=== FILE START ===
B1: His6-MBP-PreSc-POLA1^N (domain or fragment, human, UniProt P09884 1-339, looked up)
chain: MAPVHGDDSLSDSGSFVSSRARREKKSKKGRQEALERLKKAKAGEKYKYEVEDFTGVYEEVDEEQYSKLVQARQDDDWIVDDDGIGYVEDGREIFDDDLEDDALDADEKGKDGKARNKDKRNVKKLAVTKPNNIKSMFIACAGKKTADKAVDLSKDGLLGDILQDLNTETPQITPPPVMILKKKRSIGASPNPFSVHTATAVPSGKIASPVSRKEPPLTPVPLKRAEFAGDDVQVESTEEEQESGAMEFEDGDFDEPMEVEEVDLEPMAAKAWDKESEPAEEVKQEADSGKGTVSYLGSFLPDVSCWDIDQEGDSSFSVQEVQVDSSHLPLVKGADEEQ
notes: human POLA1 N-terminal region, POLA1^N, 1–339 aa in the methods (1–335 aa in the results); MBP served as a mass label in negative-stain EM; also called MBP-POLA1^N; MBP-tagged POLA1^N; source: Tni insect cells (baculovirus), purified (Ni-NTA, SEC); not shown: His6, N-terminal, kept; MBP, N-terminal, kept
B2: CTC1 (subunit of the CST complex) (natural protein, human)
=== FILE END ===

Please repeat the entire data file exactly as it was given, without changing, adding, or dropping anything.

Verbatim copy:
B1: His6-MBP-PreSc-POLA1^N (domain or fragment, human, UniProt P09884 1-339, looked up)
chain: MAPVHGDDSLSDSGSFVSSRARREKKSKKGRQEALERLKKAKAGEKYKYEVEDFTGVYEEVDEEQYSKLVQARQDDDWIVDDDGIGYVEDGREIFDDDLEDDALDADEKGKDGKARNKDKRNVKKLAVTKPNNIKSMFIACAGKKTADKAVDLSKDGLLGDILQDLNTETPQITPPPVMILKKKRSIGASPNPFSVHTATAVPSGKIASPVSRKEPPLTPVPLKRAEFAGDDVQVESTEEEQESGAMEFEDGDFDEPMEVEEVDLEPMAAKAWDKESEPAEEVKQEADSGKGTVSYLGSFLPDVSCWDIDQEGDSSFSVQEVQVDSSHLPLVKGADEEQ
notes: human POLA1 N-terminal region, POLA1^N, 1–339 aa in the methods (1–335 aa in the results); MBP served as a mass label in negative-stain EM; also called MBP-POLA1^N; MBP-tagged POLA1^N; source: Tni insect cells (baculovirus), purified (Ni-NTA, SEC); not shown: His6, N-terminal, kept; MBP, N-terminal, kept
B2: CTC1 (subunit of the CST complex) (natural protein, human)